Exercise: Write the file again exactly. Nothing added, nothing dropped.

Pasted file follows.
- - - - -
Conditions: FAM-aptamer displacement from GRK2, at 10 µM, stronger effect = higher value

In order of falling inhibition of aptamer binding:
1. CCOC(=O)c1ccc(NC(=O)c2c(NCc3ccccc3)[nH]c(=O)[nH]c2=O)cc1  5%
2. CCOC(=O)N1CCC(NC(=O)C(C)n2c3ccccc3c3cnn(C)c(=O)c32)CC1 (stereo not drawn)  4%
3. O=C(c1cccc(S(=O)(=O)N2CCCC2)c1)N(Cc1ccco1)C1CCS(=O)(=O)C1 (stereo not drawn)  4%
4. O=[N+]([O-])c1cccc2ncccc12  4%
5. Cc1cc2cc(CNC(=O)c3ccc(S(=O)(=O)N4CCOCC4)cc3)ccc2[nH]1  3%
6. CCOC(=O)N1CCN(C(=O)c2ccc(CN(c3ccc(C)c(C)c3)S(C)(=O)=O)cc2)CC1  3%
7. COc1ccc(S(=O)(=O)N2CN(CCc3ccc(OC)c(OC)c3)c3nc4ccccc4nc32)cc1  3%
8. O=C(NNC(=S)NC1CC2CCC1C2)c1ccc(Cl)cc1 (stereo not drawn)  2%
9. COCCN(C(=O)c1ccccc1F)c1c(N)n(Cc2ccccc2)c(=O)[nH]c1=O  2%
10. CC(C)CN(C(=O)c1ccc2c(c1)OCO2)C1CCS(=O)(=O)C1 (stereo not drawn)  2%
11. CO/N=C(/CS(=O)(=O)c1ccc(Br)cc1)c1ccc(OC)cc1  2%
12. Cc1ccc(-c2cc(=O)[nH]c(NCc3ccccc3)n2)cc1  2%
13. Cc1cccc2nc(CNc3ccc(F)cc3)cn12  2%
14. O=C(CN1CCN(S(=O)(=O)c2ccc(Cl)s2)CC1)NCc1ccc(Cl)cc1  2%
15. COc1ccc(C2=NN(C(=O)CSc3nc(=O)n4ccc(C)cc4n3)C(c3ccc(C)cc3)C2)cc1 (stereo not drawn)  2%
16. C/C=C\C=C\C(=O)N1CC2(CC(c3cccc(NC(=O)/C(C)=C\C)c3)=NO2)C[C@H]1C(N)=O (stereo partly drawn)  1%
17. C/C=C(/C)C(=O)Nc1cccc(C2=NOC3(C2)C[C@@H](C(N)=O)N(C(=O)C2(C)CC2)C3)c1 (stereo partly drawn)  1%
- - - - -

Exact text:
Conditions: FAM-aptamer displacement from GRK2, at 10 µM, stronger effect = higher value

In order of falling inhibition of aptamer binding:
1. CCOC(=O)c1ccc(NC(=O)c2c(NCc3ccccc3)[nH]c(=O)[nH]c2=O)cc1  5%
2. CCOC(=O)N1CCC(NC(=O)C(C)n2c3ccccc3c3cnn(C)c(=O)c32)CC1 (stereo not drawn)  4%
3. O=C(c1cccc(S(=O)(=O)N2CCCC2)c1)N(Cc1ccco1)C1CCS(=O)(=O)C1 (stereo not drawn)  4%
4. O=[N+]([O-])c1cccc2ncccc12  4%
5. Cc1cc2cc(CNC(=O)c3ccc(S(=O)(=O)N4CCOCC4)cc3)ccc2[nH]1  3%
6. CCOC(=O)N1CCN(C(=O)c2ccc(CN(c3ccc(C)c(C)c3)S(C)(=O)=O)cc2)CC1  3%
7. COc1ccc(S(=O)(=O)N2CN(CCc3ccc(OC)c(OC)c3)c3nc4ccccc4nc32)cc1  3%
8. O=C(NNC(=S)NC1CC2CCC1C2)c1ccc(Cl)cc1 (stereo not drawn)  2%
9. COCCN(C(=O)c1ccccc1F)c1c(N)n(Cc2ccccc2)c(=O)[nH]c1=O  2%
10. CC(C)CN(C(=O)c1ccc2c(c1)OCO2)C1CCS(=O)(=O)C1 (stereo not drawn)  2%
11. CO/N=C(/CS(=O)(=O)c1ccc(Br)cc1)c1ccc(OC)cc1  2%
12. Cc1ccc(-c2cc(=O)[nH]c(NCc3ccccc3)n2)cc1  2%
13. Cc1cccc2nc(CNc3ccc(F)cc3)cn12  2%
14. O=C(CN1CCN(S(=O)(=O)c2ccc(Cl)s2)CC1)NCc1ccc(Cl)cc1  2%
15. COc1ccc(C2=NN(C(=O)CSc3nc(=O)n4ccc(C)cc4n3)C(c3ccc(C)cc3)C2)cc1 (stereo not drawn)  2%
16. C/C=C\C=C\C(=O)N1CC2(CC(c3cccc(NC(=O)/C(C)=C\C)c3)=NO2)C[C@H]1C(N)=O (stereo partly drawn)  1%
17. C/C=C(/C)C(=O)Nc1cccc(C2=NOC3(C2)C[C@@H](C(N)=O)N(C(=O)C2(C)CC2)C3)c1 (stereo partly drawn)  1%